Italy pays tribute to the originality of Caravaggio

Four hundred years after his solitary death, the remains of this master of Baroque art are being sought in a mass grave; meanwhile, the Scuderie del Quirinale in Rome is hosting an exhibition dedicated to his genius.

In his lifetime he was one of the most notorious and controversial of artists and when he died he was almost immediately forgotten and destined to remain in oblivion for centuries. Now, though, to mark the four hundredth anniversary of his death, Italy is paying homage to the great Italian painter, master of light and darkness. An extensive programme of events is being organised for the occasion, the highlight being an exhibition in the old stables of the Palazzo del Quirinale where 24 undisputed works by Michelangelo Merisi, better known as Caravaggio, are on display.

Over the centuries, many works have been attributed to this creative free-spirit who seemed unbound by law and was constantly involved in conflict. Much discussion has arisen over the authenticity of the paintings, and historians, restorers and experts from the art world have all weighed in with their differing opinions. The exhibition in Rome promises to shed new light on the controversial issue as it draws attention to the different stages of the artist's evolutionary process of creation, his particular methodology and the purity of his artistic expression.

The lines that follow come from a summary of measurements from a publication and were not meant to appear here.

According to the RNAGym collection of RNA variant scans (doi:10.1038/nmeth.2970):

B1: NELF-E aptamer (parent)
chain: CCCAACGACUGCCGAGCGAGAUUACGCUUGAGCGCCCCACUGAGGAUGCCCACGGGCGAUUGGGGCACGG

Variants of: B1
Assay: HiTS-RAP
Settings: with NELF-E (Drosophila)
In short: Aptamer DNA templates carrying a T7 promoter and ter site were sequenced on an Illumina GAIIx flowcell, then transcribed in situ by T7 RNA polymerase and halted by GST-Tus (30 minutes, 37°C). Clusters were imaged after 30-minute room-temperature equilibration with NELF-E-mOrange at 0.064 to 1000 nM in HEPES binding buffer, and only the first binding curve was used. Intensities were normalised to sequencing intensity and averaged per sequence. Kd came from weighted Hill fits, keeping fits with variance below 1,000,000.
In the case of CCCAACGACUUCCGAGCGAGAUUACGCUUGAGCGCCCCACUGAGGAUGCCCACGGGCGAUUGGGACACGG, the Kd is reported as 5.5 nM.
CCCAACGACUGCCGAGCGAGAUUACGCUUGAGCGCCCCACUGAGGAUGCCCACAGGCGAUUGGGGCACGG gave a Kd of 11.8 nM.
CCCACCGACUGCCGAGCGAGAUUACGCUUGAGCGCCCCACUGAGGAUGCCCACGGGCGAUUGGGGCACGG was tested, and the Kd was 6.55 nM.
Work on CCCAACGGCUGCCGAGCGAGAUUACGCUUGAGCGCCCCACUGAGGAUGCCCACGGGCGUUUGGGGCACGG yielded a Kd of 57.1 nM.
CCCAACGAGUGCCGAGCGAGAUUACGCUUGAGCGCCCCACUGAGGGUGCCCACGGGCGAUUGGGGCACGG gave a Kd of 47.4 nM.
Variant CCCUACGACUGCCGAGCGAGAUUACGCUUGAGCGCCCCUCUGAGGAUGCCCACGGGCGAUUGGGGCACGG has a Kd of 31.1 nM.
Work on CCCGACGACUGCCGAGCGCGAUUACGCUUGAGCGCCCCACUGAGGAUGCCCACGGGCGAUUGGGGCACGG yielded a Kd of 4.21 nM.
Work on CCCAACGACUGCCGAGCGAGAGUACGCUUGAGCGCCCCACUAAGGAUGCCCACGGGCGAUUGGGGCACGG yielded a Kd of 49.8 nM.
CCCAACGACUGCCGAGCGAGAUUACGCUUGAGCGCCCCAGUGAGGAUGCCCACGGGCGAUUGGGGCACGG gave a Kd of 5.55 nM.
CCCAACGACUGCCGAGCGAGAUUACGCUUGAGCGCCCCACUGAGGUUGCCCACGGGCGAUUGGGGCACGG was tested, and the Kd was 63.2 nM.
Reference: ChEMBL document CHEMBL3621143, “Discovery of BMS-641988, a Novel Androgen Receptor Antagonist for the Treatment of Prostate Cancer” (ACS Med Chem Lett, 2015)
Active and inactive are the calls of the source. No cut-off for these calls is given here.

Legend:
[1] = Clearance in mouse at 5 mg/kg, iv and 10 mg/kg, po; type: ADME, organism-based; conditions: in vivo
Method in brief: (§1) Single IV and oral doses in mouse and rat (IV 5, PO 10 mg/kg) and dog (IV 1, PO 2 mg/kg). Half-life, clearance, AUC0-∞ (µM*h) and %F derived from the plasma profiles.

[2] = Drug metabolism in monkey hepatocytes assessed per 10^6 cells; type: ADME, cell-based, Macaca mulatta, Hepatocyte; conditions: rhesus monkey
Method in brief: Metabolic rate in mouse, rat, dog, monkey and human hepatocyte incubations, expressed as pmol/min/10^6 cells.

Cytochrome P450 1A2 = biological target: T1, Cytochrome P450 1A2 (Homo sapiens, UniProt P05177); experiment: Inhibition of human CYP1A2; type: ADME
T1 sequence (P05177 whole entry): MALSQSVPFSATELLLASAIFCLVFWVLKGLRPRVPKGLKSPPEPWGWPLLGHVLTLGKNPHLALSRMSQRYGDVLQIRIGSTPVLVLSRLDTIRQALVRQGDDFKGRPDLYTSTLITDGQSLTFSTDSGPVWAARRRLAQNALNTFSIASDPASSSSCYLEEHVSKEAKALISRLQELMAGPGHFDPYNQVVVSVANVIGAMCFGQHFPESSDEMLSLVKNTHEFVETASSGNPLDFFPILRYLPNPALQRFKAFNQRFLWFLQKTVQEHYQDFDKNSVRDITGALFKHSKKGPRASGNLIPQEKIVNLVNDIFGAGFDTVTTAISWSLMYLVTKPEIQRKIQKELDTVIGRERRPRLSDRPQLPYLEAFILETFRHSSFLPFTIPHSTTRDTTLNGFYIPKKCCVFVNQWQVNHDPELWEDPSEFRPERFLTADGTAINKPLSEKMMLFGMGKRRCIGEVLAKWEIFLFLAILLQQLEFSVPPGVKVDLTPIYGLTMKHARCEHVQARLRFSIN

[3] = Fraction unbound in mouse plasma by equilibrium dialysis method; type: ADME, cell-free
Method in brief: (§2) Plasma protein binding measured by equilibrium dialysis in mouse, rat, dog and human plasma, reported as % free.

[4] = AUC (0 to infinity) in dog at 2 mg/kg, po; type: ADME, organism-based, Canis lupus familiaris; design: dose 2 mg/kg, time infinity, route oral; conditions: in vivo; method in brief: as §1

It will be the first time the exhibited works are shown together as they are drawn from top museums around the world: The Fruit Basket from the Ambrosiana library in Milan, Bacchus from the Uffizi Gallery in Florence, David with the Head of Goliath from the Borghese Gallery in Rome, The Musicians from the Metropolitan Museum of Art, New York, Boy with Lute from the State Hermitage in St. Petersburg, Amor Omnia Vincit from the Gemäldegalerie in Berlin and the two versions of the Supper at Emmaus, from London's National Gallery and the Pinacoteca de Brera.

In addition to this central exhibition of borrowed works, it is worth visiting various churches around the Italian capital, including San Luigi dei Francesi - St. Louis of the French - Santa Maria del Popolo and Sant'Agostino, where you can see other Caravaggio works in situ in the locations for which they were commissioned.

Further information:
Until June 13, 2010
Scuderie del Quirinale